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What can we do to help?

  • Accompany to medical appointments or stay bedside in the hospital.
  • Help you learn more about medical condition and treatment options.
  • Help make difficult medical decisions.
  • Review prescriptions and medications to be sure there are no conflicts.
  • Obtain pain management techniques.
  • Help develop end-of-life planning and paperwork like living wills, DNRs or other advance directives.
  • Help navigate the insurance maze.
  • Help file health insurance claims, dispute denials, and manage or reduce your hospital and medical bills.
  • Help family come to agreement on decisions that need to be made for a loved one who needs health-related assistance.
  • Find legal assistance after a medical error.
  • Track paperwork and records.
  • Help file for social security disability or other assistance.
  • Help with shopping or ordering.
  • Assess current situation.
  • Make recommendations for improvements of health or living environment.
  • Safety evaluation.
  • Nutrition evaluation.
  • And more….

When it becomes clear that an older person is no longer able to live alone entirely unassisted, the person and family members may be unsure of what services are available in the community to help. They may wonder how to obtain community services. A geriatric care manager can help.

Most professional care managers have experience in either nursing or social work. Many have special training in issues involving eldercare. Their job is to assess a client's individual needs, then match those needs with services available in the community.

A care manager will usually begin a client relationship by doing an assessment of the client's health status, living situation, and needs. In the course of an interview, many things are evaluated, such as physical, medical, and mental condition, along with legal, financial, and government benefits. Housing, family, social situation, and the activities of daily living are also evaluated. A written report of this assessment is provided, with recommendations as to services available to meet identified needs.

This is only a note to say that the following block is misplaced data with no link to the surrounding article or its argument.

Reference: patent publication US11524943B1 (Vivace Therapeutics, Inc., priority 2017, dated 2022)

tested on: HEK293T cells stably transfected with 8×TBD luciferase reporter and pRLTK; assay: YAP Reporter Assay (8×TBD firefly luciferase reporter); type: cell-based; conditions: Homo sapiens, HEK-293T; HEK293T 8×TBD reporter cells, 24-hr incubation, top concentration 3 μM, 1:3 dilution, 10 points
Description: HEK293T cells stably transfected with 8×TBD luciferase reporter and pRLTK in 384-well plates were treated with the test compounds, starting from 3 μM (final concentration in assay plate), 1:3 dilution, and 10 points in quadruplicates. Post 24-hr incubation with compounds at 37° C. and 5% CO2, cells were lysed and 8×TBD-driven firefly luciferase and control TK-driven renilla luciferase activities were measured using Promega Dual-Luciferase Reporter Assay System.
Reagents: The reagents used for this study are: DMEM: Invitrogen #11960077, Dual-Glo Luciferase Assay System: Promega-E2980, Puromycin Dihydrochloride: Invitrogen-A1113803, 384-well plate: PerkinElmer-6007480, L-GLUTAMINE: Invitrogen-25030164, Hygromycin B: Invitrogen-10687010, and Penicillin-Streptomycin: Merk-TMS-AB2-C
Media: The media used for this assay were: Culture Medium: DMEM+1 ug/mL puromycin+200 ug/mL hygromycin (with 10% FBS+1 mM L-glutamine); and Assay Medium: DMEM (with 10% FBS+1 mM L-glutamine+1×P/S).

If the client and family wish, the care manager can arrange for the needed services, and provide follow-up care and monitoring to ensure that necessary services are being effectively and professionally delivered. We also make sure that the client's needs are being met over an extended period of time. If moving to an assisted living or nursing facility is appropriate, a care manager can help in identifying and evaluating the various options available.

When caregiving starts to get complicated, care managers are a great resource to manage and balance several issues. They can implement assistance and keep multiple family members updated. They can serve as a surrogate for long-distance caregivers. They can also help with family communication, meetings, settling disagreements. They also serve as an advocate in dealing with health care, insurance plans, and so forth.

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